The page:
Womanhood was not God’s afterthought. In fact, the book of Revelation describes the glorious climax and fulfillment of the womanhood paradigm in the new heavens and the new earth. It is breathtaking! This is the picture of the Bride glorified, her task on earth accomplished, and united with her groom in pure ecstatic joy. The tears that flowed from painful labor and that sum up the pain of fallen creation are forgotten and replaced with tears of joy. Herein we see that womanhood fulfilled is as much as a paradigm for describing the redeemed state as sonship is, for example. Womanhood in the biblical conceptual framework is a signpost pointing to the greater reality of the redeemed bride of Christ, the new Jerusalem of God, which will encompass people from every tribe, nation and tongue. If this is the fulfillment, then surely in seed form, womanhood should bear some resemblance.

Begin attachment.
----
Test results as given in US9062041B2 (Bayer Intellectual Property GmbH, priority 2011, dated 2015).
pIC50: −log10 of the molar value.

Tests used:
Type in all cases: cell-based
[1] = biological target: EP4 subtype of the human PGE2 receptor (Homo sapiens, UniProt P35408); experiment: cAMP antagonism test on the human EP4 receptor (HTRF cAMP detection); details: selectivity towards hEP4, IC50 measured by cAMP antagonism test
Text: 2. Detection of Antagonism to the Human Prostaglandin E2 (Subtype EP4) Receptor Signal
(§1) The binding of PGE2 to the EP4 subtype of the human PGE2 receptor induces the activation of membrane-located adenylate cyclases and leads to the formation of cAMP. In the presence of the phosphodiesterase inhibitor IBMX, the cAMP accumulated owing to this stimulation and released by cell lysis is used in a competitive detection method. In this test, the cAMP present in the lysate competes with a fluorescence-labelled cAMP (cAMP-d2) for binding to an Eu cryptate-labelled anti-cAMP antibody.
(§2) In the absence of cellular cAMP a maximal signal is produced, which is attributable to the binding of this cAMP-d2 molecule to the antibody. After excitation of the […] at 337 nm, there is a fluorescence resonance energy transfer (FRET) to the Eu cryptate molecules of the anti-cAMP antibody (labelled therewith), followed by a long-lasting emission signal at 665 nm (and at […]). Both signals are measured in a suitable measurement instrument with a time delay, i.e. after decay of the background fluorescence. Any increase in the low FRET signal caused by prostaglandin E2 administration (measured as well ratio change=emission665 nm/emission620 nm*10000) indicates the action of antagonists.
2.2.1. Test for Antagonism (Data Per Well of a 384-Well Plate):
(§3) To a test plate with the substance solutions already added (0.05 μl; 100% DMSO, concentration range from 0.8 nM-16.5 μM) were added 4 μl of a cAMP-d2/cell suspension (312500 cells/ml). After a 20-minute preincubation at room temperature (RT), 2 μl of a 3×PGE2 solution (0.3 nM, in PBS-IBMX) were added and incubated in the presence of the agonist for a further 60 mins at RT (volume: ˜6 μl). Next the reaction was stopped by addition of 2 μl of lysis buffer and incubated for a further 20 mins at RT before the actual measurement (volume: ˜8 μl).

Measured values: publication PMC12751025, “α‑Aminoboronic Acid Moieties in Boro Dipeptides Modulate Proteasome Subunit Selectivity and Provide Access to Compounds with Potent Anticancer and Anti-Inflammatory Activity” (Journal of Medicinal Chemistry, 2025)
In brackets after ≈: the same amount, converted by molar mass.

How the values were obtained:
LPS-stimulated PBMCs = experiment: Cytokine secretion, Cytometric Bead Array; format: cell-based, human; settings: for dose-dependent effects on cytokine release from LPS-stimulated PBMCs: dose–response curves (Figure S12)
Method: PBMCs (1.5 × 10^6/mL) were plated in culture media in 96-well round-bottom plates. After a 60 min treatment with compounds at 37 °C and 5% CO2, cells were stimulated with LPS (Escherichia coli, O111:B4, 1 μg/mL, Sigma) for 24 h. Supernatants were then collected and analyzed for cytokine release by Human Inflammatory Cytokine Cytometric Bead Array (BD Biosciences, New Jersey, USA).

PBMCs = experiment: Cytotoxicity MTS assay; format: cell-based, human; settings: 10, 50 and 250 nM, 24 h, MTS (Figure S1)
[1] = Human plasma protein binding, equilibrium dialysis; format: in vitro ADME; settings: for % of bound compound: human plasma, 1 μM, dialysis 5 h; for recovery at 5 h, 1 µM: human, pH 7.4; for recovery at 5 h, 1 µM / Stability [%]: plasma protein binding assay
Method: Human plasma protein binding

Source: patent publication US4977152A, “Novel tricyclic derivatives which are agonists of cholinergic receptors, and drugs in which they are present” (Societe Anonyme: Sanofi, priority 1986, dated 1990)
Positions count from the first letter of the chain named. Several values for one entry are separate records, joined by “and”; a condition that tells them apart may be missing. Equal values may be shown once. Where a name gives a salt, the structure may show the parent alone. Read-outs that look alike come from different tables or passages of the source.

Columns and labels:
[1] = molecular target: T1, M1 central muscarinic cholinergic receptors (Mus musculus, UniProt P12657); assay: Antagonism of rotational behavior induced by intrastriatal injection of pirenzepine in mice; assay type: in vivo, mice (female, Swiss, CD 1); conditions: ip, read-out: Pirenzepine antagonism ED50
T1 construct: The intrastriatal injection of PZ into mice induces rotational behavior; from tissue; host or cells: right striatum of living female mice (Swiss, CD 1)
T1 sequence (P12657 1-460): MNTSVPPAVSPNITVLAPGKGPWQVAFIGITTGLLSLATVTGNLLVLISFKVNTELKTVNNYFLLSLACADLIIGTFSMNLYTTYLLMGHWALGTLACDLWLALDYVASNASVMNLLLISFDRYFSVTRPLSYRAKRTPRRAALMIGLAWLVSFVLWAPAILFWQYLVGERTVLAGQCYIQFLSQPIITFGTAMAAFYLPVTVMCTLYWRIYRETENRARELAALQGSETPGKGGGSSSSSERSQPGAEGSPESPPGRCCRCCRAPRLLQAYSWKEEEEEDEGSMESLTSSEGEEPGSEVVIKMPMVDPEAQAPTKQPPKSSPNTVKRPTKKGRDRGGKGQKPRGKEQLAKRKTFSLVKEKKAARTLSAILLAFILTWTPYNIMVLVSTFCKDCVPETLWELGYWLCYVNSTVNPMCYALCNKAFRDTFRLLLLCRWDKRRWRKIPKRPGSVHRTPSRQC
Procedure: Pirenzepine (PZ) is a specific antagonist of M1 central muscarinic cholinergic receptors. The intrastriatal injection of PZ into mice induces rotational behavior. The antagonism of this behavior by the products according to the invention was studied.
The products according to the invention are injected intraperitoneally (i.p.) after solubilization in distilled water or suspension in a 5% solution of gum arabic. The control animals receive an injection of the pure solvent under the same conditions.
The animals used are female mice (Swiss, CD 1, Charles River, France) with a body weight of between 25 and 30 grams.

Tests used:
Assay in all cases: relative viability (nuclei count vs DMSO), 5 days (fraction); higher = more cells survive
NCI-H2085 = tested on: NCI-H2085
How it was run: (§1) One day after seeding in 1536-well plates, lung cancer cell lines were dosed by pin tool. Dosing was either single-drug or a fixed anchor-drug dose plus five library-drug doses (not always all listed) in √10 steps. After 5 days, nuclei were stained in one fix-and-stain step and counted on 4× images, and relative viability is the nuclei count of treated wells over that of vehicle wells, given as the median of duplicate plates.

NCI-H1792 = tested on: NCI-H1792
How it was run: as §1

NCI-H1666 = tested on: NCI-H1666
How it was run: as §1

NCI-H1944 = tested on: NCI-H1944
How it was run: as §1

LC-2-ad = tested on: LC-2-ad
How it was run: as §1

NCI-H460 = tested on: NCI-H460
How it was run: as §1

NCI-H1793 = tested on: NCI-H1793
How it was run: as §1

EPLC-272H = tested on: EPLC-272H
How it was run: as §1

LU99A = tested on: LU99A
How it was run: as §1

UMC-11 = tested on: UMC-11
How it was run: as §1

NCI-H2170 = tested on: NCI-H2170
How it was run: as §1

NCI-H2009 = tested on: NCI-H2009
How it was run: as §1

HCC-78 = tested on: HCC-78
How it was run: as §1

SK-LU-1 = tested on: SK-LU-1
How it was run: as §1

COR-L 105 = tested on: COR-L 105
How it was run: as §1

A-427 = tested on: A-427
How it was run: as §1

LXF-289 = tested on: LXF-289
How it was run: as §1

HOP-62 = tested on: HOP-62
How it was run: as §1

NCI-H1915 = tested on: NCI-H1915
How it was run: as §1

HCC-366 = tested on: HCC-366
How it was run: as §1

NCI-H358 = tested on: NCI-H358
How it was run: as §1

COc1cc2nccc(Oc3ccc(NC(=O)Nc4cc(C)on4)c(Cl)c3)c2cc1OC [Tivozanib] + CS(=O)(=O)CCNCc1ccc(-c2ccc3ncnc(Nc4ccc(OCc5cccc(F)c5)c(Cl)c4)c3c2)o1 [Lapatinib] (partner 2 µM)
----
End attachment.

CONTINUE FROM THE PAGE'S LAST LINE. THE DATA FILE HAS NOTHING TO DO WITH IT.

Eve, named “chavvah” by Adam, is the life-giver. She is the help God gave to Adam to fulfill the creation mandate to spread God’s glory throughout the world by ruling over it and creating glory image bearers to fill it. This Hebrew word is also metaphorically used for a place of dwelling, a tent village or town. Womanhood is the paradigm for the life-giving task made possible by her unique ability to be inhabited, indwelt, to be filled with the presence of another. This is not insignificant to Adam, when he realizes the mandate he and Eve have been given to fulfill and very surprising to Eve herself as she asserts she has brought forth a man! He cannot do it without her. The help the woman represents is ultimately necessary for the survival of man as a species. But she is also more than just a receptacle, a walking womb. She is perfectly fitted for Adam in every way, as one puzzle piece fits into another. She is ezer kenegdo, the equal but opposite and necessary helping counterpart to Adam. This, God sees as great necessity to him. But the creation order is clear! There is no possible interchangeability because genetics and design were integral to both identity and task. The unique task assigned to womanhood is at the very center of God’s redemptive plan. The tragedy of fallen womanhood is, of course, that she precipitated the entrance of death into the world instead of being faithful to the meaning of her name, life-giver, which was clearly meant to be more than just physical.